Viasat realizes major milestone for its global satellite broadband plan
Viasat Inc. today announced the first satellite in its ViaSat-3 global constellation has reached a major milestone with completion of payload integration and performance testing, and shipment to the Boeing Satellite Systems facility in El Segundo, Calif. That satellite constellation will serve the Americas and the surrounding oceans regions. Launch is targeted for early calendar year 2022.
“This is an incredibly exciting time for Viasat as the first of the three high-powered ViaSat-3 satellites in our global constellation enters the final stages of production,” said Dave Ryan, president, Viasat Space & Commercial Networks. “Once complete, we will be ready to put the world’s highest-capacity single satellite into geostationary orbit to serve the world by delivering broadband to the hardest-to-reach areas anywhere — on the ground, in the air and at sea.”
Each ViaSat-3 satellite is expected to generate over 20kW of payload power, making it among the highest-power commercial satellites ever built. Just three of these satellites will cover nearly the entire globe, and are expected to deliver over 3,000 Gigabits per second (Gbps) of capacity — or 3 Terabits per second (Tbps) total — for 15 years or more.
The ViaSat-3 constellation is anticipated to have roughly eight times more capacity than Viasat’s current fleet combined. Vast amounts of bandwidth are needed to address increased demand for high speed internet access — particularly in the video streaming realm. ViaSat-3 represents a major advancement in Viasat’s mission to extend broadband internet service to the many places around the world that don’t have it.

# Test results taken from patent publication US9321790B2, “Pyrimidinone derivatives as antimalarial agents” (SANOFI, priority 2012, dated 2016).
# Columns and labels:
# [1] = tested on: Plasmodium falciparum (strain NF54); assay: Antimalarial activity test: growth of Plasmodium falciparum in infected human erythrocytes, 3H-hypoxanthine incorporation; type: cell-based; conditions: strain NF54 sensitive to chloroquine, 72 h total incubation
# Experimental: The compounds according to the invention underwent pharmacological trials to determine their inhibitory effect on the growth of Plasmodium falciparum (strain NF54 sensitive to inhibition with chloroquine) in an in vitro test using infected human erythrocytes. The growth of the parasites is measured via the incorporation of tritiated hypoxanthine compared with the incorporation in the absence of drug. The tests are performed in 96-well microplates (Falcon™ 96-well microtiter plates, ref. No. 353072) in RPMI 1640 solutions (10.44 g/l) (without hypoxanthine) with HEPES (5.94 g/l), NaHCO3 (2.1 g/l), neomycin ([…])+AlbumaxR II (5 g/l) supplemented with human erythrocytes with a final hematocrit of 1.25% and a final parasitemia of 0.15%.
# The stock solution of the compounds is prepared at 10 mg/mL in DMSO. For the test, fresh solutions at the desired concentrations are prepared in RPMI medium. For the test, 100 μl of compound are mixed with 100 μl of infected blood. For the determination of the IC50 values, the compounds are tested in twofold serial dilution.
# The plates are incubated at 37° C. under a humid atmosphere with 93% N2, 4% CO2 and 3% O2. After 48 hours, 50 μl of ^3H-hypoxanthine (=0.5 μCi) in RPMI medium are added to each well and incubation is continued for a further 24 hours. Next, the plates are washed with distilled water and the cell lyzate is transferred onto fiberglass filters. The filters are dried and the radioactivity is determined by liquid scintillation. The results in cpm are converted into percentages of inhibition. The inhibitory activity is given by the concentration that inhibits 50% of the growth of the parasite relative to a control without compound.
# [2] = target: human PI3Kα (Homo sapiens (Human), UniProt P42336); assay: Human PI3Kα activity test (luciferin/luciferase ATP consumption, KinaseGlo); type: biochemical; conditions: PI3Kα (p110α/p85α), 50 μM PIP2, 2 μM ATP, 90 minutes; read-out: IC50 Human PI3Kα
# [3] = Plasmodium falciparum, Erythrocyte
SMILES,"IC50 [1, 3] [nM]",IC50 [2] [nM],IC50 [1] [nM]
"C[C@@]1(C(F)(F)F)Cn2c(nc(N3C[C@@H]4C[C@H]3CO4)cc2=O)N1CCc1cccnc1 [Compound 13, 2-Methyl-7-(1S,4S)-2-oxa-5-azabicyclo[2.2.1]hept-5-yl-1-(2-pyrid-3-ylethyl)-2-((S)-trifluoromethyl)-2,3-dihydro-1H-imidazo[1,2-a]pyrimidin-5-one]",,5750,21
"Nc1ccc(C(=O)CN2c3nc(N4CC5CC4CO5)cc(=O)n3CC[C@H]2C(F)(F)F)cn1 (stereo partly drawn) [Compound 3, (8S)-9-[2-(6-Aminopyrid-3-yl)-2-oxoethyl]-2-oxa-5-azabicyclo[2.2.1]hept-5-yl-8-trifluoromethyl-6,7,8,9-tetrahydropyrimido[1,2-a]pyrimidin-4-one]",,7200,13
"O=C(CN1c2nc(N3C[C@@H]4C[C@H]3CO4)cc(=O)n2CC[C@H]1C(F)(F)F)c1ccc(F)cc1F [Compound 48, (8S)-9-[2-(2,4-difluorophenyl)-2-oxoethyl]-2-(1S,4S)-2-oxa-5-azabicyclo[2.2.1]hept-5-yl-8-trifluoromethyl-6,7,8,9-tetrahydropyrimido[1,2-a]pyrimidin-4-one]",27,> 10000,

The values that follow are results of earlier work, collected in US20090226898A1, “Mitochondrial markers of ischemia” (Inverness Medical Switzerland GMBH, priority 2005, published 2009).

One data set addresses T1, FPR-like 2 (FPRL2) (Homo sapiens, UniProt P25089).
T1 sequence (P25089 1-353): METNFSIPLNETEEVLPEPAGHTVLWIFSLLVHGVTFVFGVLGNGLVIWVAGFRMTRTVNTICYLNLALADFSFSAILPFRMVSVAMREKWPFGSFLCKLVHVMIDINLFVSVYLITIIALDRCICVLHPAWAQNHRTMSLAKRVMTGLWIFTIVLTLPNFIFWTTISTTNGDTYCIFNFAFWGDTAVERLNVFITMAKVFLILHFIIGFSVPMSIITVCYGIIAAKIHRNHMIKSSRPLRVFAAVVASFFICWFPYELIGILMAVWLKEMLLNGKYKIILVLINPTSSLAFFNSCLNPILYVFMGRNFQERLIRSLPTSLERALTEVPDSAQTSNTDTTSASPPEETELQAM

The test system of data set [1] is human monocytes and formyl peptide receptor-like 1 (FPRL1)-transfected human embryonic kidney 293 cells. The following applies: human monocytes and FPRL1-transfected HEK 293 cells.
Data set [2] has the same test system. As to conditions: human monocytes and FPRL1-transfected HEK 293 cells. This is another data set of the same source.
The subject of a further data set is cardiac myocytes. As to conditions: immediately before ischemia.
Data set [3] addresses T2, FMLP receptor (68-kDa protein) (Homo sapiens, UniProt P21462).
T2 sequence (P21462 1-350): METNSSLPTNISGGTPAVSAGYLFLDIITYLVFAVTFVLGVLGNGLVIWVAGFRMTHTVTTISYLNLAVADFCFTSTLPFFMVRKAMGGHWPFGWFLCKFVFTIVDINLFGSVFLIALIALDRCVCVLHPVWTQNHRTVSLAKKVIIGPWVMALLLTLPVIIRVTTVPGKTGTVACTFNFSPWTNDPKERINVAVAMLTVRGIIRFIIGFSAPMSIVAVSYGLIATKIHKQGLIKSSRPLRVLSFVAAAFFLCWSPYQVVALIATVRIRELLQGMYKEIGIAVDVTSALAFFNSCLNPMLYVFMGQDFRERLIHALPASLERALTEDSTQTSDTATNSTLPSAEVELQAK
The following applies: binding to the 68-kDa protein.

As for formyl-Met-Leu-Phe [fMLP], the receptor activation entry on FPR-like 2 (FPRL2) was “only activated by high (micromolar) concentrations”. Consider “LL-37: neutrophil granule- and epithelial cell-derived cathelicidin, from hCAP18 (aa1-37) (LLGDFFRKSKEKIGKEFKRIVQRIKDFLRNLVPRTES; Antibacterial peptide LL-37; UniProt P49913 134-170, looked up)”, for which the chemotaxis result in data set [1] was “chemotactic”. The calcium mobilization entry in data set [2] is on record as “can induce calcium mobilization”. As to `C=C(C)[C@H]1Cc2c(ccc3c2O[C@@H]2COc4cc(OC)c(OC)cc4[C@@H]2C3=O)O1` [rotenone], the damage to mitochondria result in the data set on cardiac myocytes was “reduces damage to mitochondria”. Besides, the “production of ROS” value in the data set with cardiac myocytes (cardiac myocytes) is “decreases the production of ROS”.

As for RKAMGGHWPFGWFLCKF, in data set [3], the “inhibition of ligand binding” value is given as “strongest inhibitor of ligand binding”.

Ryan added, “While the payload was assembled at Viasat’s Tempe, AZ facility, the effort was company-wide. From Tempe, to the antenna expertise in Duluth (GA), to Germantown (MD) for their software and systems engineering know-how and other offices around the world from Chennai, India to Lausanne, Switzerland as well as at our Carlsbad headquarters, all of these teams worked together to come up with a totally unique way to not only build this spacecraft, but to test it in record time.”
Viasat plans to launch and operate two more ViaSat-3 satellites that will serve Europe, the Middle East and Africa (EMEA) and the Asia Pacific (APAC) regions. The ViaSat-3 EMEA payload is expected to be delivered to Boeing in the latter part of the company’s fiscal 2022. That will help Viasat push ahead with plans for a new set of satellites that have been slowed by the pandemic.
“I can’t predict that there won’t be any other COVID impacts,” Rick Baldridge, Viasat’s president and CEO, said on the company’s recent fiscal Q4 2021 earnings call regarding the ViaSat-3 program, noting that the second payload (for the EMEA) region is running about six months behind the first payload for the Americas. “It has definitely hit us pretty hard this last year on that payload.”
Together, the trio of ViaSat-3 satellites is expected to deliver more than 3 Tbit/s of capacity over an anticipated lifespan of at least 15 years. The ViaSat-3 constellation is expected to support about eight times more capacity than Viasat’s current satellite broadband fleet combined, the company said.
That will also be coming together amid a race to deliver satellite broadband services on a global scale. SpaceX’s Starlink service, still in beta, is progressing with a plan to launch and operate thousands of low-Earth orbit (LEO) satellites.
Last month, Viasat asked the FCC to stay an April 27 order granting SpaceX’s application to modify its LEO system until a court reviews Viasat’s request for an environmental review of Starlink’s expanding constellation of broadband satellites.
“The Commission has violated the National Environmental Policy Act (NEPA) by failing even to assess the environmental impact of both deploying thousands of satellites into low-Earth orbit (LEO) and then having those satellites ultimately disintegrate into the atmosphere,” Viasat argued in its filing. “Because the Order will allow SpaceX to cause immediate and irreparable harm to Viasat and the public at large, the Commission should stay the Order until judicial review is complete.”